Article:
Taxes are high in Nebraska. No surprise here. We pay sales tax, income tax, excise tax, motor fuel tax, and user fees to the Nebraska Department of Revenue. We also pay property tax, wheel tax, local sales tax and local user fees to our local governmental bureaucracies.
Times are tough in Nebraska. No surprise here, either. Families are tightening their belts so much their belly buttons are rubbing up against their spinal columns. People are driving less, dining out less, buying less in general. We’re not poor, mind you. We just don’t have any money.
Since Nebraskans aren’t spending like it’s May 21, the Department of Revenue isn’t getting as much money as the Lege would like it to get so they could spend it on stuff like roads to nowhere (see: Highway Blues). And, since taxes are already high and Nebraskans don’t have any money, the idea of raising taxes to bring in more money is a political non-starter with the Lege and the Guv.
Senator Abbie Cornett, chair of the revenue committee, posed to herself the question: If we can’t raise taxes, and we can’t get those silly taxpayers to spend their last nickel on a shiny new yacht, how do we get more money?
That’s when the vultures began to circle.
Senator Cornett met over the summer with several giant global data mining companies who told her they could find lots of “new” tax money in Nebraska by mining the personal and business information of Nebraskans to find “patterns of behavior” that indicate the person or business is possibly underreporting income, is not paying enough taxes, is not filing tax reports, or is otherwise acting “fraudulently.”
And, the vultures hissed in her ear, it won’t cost the state’s general fund a dime.
The vultures said they can offer their services on a contingency contract, which means they will get a cut of all of the “new” money collected by the state of Nebraska as a result of all of this personal data mining. In case it hasn’t become obvious already, the more Nebraskans they shake down, the more money they make for themselves.
One of the vultures, Teradata Government Systems, is a giant global company in 40 countries, beholden to their shareholders to keep profits high, which translates to: nail a bunch of unsuspecting taxpayers for buckets o’cash so our corporate bosses can vacation in Dubai.
The Missouri Department of Revenue noted, after contracting with the vultures: “Our Teradata Tax Compliance data warehouse has given us the capability to combine data from over 25 internal and external sources to develop a more accurate view of each of our taxpayers.”
I don’t know if that creeps you out, but it creeps me out big time.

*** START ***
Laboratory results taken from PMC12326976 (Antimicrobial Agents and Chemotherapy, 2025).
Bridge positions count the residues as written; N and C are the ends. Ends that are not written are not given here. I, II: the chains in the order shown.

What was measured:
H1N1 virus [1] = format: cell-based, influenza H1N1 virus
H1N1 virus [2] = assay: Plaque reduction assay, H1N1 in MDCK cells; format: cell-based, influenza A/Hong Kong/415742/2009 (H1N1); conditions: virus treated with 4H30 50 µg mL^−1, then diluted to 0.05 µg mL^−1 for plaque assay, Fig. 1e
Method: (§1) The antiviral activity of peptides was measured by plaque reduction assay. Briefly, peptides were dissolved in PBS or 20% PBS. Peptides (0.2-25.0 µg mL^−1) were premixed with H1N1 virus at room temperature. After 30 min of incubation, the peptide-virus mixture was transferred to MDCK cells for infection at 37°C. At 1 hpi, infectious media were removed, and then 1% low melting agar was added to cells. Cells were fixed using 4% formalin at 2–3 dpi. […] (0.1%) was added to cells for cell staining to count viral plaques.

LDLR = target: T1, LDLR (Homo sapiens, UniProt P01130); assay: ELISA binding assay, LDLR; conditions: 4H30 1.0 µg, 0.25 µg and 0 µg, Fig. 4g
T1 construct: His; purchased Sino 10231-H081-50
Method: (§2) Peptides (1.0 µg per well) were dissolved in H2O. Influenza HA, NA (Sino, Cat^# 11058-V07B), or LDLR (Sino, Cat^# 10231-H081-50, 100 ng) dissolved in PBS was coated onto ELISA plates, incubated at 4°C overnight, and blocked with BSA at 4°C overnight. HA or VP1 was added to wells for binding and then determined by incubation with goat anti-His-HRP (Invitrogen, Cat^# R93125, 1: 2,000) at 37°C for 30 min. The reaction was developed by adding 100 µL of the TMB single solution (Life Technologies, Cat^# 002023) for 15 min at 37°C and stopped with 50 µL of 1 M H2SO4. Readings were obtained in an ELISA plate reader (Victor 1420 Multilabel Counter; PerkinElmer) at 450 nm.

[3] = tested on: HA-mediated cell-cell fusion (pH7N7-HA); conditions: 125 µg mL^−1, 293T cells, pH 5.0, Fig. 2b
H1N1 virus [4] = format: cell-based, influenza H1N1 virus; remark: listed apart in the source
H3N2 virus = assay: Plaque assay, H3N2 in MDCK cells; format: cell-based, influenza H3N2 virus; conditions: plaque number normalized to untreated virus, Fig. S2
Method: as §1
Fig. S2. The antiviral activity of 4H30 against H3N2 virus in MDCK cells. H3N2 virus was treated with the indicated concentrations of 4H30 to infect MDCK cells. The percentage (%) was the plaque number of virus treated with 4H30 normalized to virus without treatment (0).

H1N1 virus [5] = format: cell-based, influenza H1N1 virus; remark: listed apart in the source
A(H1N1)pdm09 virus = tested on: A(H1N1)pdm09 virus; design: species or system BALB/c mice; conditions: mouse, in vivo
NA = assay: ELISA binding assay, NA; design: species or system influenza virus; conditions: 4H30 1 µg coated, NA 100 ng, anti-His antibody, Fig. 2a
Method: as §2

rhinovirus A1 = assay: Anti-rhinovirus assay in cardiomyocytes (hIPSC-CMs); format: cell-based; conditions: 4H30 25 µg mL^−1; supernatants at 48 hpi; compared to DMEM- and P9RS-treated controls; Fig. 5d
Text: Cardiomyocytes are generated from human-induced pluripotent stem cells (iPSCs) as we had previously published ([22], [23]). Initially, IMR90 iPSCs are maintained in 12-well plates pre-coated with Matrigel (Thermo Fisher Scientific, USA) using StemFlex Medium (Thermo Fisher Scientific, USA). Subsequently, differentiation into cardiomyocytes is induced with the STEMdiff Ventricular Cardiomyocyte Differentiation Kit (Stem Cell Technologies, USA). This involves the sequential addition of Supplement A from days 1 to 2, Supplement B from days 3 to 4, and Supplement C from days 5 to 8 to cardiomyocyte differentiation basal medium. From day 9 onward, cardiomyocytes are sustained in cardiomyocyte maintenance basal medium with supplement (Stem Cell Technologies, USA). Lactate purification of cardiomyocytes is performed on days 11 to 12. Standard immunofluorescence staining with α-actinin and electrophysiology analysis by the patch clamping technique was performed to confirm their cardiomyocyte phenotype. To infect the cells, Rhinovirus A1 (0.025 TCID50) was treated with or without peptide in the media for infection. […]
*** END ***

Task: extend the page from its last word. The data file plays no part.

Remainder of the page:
Senator Cornett was so in love with the idea of squeezing more money out of Nebraska taxpayers by digging electronically into their personal lives that she introduced LB642 and made it her priority bill. The vultures came to the revenue committee hearing and gave glowing accounts of how much money they have collected for other state governments and how they can do the same for the state of Nebraska, because, as we all know, Nebraska’s populace is full of scofflaws and scoundrels.
The revenue committee was so enamored with the vultures that they voted the bill out of committee unanimously, including the part that exempted the vultures from competitive bidding for their contracts.
Senator Avery was particularly concerned about the lack of competitive bidding so he introduced an amendment to strike that portion of the bill. After some debate on why we should allow vultures to swoop into Nebraska without at least holding them to the statutory requirements of other contractors, Senator Avery’s amendment passed.
On select file, Senator Schumacher admonished the other senators, who were playing “Mole! Mole! Mole!” and checking email messages on their smartphones, to pay more attention to this bill. He pointed out that allowing out-of-state giant companies to mine the personal information of Nebraskans is probably not the smartest public policy in the world. And he very kindly and correctly said most Nebraskans are pretty darn honest.
Thank you, Senator Schumacher.
But the senators didn’t listen. They pressed their little green buttons and sent the bill on to final reading, then they got back to the serious business of whacking those little smiley moles.
So when you get that plain brown envelope from the Nebraska Department of Revnue in the mail, you will be relieved to know that not a dime of “old” taxpayer money was spent to pay that guy staring at his computer screen in Mumbai who spent days and nights searching through your personal and business credit card history, cell phone calls, bank statements, online purchases, charitable contributions, and tax records; and then flagged you for an audit.
Makes you want to whack a mole.